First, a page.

When it comes to eating chocolate, dark is going to be the best option based on its many health benefits. Although many aren’t fond of its bitter taste, dark chocolate has been identified as having various upsides for personal health. When compared to white and milk chocolate, dark chocolate emerged the healthiest option, although it was noted that all chocolate is obviously high in fat. According to a WebMD article on dark chocolate, findings from a report done by Mauro Serafini, PhD, for an issue of Nature, said “milk may interfere with the absorption of antioxidants from chocolate…and may therefore negate the potential health benefits that can be derived from eating moderate amounts of dark chocolate.” Therefore, milk chocolate would not be a healthy option. Now let’s focus on dark chocolate specifically, and discuss just what it can do for you.
One of the biggest benefits of dark chocolate is that its rich in antioxidants. As stated in a Fitday.com article, “antioxidants help free your body of free radicals, which cause oxidative damage to cells.” The article also notes that these free radicals play a part in aging and have even been attributed as a cause of cancer. Therefore, eating dark chocolate can help to prevent various types of cancer and also ease the process of aging. Daniel DeNoon, author of the WebMD article on dark chocolate’s benefits, also mentions free radicals, saying “antioxidants gobble up free radicals, destructive molecules that are implicated in heart disease and other ailments.” This study went on to state that benefits showed only when consumption was moderate. An article by Kris Gunnars, BSc, for Authority Nutrition, talks about a measure called ORAC, (Oxygen Radical Absorbance Capacity) testing the antioxidant activity of foods. The article summed up this testing process by saying “researchers pit a bunch of free radicals against a sample of food and see how well the antioxidants in the food can “disarm” them.” Unprocessed cocoa beans were among the highest scoring foods tested according to Gunnars article. Later this article stated “one study showed that cocoa and dark chocolate contained more antioxidant activity, polyphenols and flavanols than other fruits they tested, which include blueberries and Acai berries.” Polyphenols and flavanols are organic compounds that function as antioxidants according to the Authority Nutrition article. This article lists seven benefits of eating dark chocolate with moderation, so what are the others?
Not only can dark chocolate help cancer and aging prevention, but it can also help lower blood pressure. The flavanols mentioned earlier “stimulate endothelium, the lining of the arteries to produce Nitric Oxide (NO), which is a gas” (Gunners). This gas then sends signals to the bodies’ arteries telling them to relax, thus lowering blood pressure. However, according to Gunners, despite “several controlled trials showing that cocoa and dark chocolate can improve blood flow and lower blood pressure”, there is also a study showing these had no effect. The Fitday.com article gave instruction on how to use dark chocolate to reduce blood pressure, saying “studies show that eating a small amount of dark chocolate two or three times each week can help lower your blood pressure.” In this same article it is also shown that dark chocolate is beneficial for the brain, because it also allows for better blood flow to the brain. The article says that it can “improve cognitive function” and that it can “also reduce your risk of stroke.” Additionally, “in a control trial, cocoa powder was found to significantly decrease oxidized LDL cholesterol in men” (Authority Nutrition). This oxidized LDL (or bad cholesterol) can react with free radicals, enabling itself to cause damage to tissue, “such as the lining of the arteries in your heart” (Authority Nutrition). Lowering total LDL thus reduces the risk of cardiovascular disease. The Authority Nutrition article further proves this impact by saying “it contains an abundance of powerful antioxidants that do make it into the bloodstream and protect lipoproteins against oxidative damage.”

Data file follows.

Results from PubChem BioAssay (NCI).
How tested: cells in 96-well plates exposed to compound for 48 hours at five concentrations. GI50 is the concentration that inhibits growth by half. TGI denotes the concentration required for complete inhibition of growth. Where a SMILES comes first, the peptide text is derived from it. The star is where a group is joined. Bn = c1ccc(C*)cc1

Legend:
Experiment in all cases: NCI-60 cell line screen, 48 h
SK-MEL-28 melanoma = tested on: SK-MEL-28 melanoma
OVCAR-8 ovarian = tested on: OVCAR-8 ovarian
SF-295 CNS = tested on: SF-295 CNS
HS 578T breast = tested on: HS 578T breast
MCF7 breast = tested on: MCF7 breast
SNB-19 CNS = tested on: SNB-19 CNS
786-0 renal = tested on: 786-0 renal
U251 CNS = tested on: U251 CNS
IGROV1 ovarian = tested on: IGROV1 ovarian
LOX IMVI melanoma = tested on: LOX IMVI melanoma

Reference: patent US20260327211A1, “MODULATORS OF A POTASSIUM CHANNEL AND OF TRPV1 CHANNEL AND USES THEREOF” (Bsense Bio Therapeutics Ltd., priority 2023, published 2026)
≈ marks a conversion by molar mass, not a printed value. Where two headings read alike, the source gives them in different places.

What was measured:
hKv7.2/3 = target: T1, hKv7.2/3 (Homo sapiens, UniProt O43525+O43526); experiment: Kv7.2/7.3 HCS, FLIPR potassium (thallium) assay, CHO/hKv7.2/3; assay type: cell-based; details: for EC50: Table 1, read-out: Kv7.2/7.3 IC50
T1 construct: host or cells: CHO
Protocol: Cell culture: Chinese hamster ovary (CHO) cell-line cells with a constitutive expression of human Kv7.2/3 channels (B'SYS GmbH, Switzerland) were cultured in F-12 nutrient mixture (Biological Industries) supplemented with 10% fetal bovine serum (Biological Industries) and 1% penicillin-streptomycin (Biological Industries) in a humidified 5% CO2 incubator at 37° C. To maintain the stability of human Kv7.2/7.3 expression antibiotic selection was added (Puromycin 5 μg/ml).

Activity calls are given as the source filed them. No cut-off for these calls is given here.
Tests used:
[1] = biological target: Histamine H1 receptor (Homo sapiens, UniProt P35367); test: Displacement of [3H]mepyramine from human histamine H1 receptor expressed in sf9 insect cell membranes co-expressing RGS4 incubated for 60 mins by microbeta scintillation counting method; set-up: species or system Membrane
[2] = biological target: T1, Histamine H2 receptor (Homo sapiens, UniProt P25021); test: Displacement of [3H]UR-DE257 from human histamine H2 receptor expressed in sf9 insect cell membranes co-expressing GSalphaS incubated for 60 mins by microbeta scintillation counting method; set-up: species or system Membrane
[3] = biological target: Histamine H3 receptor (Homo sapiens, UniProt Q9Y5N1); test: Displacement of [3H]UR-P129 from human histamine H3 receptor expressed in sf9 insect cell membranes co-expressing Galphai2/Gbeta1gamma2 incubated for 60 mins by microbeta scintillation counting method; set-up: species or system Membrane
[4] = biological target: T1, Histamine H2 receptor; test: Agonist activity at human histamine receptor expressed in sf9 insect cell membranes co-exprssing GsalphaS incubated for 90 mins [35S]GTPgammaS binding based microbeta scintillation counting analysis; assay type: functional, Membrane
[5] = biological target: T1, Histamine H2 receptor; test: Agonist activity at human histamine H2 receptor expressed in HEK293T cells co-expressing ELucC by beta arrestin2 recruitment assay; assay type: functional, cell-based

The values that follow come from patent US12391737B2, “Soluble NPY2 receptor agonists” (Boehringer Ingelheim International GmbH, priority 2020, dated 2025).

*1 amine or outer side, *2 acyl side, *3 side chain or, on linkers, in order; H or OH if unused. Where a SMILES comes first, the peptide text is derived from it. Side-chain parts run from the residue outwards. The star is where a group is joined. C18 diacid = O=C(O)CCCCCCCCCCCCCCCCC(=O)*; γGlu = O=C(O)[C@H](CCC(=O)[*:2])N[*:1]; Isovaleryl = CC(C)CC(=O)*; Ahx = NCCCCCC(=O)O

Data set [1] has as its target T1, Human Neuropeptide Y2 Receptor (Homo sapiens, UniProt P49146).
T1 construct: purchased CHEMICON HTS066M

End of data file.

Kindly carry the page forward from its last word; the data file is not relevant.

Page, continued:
Lastly, this article shows how the consumption of dark chocolate can provide skin protection against the sun’s harmful rays. The flavanols in dark chocolate mentioned earlier “can protect against sun-induced damage, improve blood flow to the skin and increase skin density and hydration” (Authority Nutrition). In order for the sun’s rays to cause redness in skin, the minimal amount of UVB rays is recorded as (MED) minimal erythmal dose. The article cites a study ran, testing the effectiveness of skin protection from dark chocolate, which showed that “in one study of 30 people, the MED more than doubled after consuming dark chocolate high in flavanols for 12 weeks.”
So as you can see, there is reasonable information showing that consuming dark chocolate has various health benefits. In each of the articles, it was stressed that to receive these benefits, one must consume the dark chocolate in moderation. Although this research may seem conclusive that dark chocolate is beneficial there are studies that dispute some of the benefits. Personally, I eat dark chocolate every day or two when I have some, although I was unaware of all of these benefits.
Here is a YouTube video explaining some of the health benefits listed in my blog, as well as a few others:
Denoon, Daniel J. “Dark Chocolate Is Healthy Chocolate.” WebMD. WebMD, LLC., 27 Aug. 2003. Web. 19 Nov. 2015.
Gunnars, Kris. “7 Proven Health Benefits of Dark Chocolate (No. 5 Is Best).” Authority Nutrition. Authority Nutrition, 05 June 2013. Web. 29 Nov. 2015.
“Six Health Benefits of Dark Chocolate / Nutrition / Healthy Eating.” Fit Day. Internet Brands, Inc., n.d. Web. 22 Nov. 2015.